As reported in the Calgary Sun, a council committee has agreed to a developer request to relax rules requiring a minimum amount of public access to a scenic bluff on former ranchland poised to be redeveloped in southeast Calgary.
The 1,500-acre area known as Ricardo Ranch, the former 1888 homestead of William Crawley Ricardo who was one of the founders of the Calgary Ranchmen’s Club, is among the last remaining undeveloped areas along the Bow River in the city’s southeast.
A proposed development on the site from landowners Brookfield, Genesis and the Soutzo family could eventually see 16,000 to 20,000 people living in four new neighbourhoods south of Seton.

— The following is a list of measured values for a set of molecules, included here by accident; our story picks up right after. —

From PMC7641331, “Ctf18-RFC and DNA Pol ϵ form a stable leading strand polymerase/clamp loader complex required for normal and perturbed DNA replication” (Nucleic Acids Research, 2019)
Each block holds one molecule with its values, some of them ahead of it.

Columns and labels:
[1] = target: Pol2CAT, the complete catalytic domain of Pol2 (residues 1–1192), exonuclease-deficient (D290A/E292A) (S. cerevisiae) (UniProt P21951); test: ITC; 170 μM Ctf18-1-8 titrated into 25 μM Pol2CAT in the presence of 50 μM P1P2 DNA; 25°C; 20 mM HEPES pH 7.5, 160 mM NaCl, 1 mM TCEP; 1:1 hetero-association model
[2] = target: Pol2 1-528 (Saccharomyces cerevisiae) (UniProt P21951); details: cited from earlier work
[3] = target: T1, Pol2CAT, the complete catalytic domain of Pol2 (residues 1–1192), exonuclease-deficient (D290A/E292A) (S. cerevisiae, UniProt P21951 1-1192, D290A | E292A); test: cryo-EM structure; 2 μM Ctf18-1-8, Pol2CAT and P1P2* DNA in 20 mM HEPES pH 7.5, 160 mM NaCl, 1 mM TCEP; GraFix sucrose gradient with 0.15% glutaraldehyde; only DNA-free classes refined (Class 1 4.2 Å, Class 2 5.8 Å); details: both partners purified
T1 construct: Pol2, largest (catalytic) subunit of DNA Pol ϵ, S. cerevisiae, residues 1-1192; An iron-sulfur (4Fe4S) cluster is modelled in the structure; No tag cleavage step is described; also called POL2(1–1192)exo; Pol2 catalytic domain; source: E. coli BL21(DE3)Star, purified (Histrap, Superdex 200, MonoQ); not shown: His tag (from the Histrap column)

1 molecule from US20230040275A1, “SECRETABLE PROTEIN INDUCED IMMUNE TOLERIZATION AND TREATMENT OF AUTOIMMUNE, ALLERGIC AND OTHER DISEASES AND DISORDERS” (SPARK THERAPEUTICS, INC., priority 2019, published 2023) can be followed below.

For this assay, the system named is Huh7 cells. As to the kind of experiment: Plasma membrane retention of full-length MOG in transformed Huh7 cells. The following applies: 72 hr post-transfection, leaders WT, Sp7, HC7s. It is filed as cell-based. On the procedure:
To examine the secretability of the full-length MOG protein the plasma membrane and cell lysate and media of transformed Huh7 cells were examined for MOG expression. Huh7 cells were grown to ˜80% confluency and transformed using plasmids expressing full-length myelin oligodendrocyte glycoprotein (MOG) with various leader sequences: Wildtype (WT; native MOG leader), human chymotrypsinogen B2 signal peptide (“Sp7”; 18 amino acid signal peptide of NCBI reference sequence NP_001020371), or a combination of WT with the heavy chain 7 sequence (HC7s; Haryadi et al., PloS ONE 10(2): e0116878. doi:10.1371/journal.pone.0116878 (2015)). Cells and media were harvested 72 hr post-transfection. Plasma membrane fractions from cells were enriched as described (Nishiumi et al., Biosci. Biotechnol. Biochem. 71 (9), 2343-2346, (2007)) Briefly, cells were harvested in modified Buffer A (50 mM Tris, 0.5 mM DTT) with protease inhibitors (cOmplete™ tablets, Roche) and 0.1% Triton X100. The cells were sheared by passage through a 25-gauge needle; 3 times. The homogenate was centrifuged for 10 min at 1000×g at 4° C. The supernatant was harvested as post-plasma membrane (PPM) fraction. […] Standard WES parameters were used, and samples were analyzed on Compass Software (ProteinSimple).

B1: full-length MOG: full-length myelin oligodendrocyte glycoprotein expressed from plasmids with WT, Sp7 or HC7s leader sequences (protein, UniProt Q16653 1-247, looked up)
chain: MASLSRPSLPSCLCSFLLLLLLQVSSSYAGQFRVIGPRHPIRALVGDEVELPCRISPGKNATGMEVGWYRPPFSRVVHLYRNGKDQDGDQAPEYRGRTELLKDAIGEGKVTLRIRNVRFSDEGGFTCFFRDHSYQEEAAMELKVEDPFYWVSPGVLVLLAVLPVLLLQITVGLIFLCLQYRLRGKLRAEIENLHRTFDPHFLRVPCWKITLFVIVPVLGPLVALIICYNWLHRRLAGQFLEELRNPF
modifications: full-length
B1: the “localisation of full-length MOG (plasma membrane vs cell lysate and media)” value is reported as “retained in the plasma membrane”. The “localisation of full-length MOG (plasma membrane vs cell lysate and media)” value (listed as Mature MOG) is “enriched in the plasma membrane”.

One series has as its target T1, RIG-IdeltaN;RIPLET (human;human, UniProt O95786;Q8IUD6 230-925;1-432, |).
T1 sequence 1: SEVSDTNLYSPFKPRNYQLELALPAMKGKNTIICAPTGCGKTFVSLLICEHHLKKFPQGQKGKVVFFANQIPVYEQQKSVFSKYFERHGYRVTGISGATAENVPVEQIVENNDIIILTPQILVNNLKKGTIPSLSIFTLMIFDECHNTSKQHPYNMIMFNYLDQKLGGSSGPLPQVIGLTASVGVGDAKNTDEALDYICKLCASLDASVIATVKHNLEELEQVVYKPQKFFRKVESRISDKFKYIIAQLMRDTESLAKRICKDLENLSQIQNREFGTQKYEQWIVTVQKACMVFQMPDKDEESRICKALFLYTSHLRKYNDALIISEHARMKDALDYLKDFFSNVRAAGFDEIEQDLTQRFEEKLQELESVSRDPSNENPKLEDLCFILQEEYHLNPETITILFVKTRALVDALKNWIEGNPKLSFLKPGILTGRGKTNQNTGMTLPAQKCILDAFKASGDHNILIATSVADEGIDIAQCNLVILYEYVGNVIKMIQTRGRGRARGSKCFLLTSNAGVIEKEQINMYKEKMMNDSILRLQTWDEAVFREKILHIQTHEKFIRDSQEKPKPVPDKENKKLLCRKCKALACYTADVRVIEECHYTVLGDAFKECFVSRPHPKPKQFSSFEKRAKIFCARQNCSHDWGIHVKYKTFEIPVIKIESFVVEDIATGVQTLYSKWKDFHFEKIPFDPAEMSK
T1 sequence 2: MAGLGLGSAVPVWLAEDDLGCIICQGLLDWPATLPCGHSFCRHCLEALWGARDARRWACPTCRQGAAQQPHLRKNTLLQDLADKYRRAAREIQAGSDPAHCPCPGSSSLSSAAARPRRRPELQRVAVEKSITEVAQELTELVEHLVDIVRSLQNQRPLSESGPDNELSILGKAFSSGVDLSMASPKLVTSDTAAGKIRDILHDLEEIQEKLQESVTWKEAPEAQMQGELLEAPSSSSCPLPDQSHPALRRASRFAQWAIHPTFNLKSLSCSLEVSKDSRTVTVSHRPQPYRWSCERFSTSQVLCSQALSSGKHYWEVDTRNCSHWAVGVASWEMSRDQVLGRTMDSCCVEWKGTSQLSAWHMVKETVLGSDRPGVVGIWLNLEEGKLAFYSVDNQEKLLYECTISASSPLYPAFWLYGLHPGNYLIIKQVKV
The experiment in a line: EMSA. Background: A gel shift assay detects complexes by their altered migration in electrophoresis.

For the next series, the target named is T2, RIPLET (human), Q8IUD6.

City staff recommended a policy targeting 35 per cent of the land along a scenic bluff on the site north of the Bow River be set aside for public access, through a combination of streets open to the escarpment (known as a “single-loaded street” with houses only on one side), parks, walkways and publicly accessible commercial space.
But proponents of the project complained to council’s planning committee Wednesday that the city’s rules requiring a specific amount of open space and single-loaded streets were too onerous, and restrictions would prevent them from building a sufficient number of “premium” lots backing directly onto the escarpment.
One estimate, provided by the developers, suggested the 35 per cent requirement could cost the project $148 million in revenue, and result in a $543,000 annual hit to municipal property taxes.
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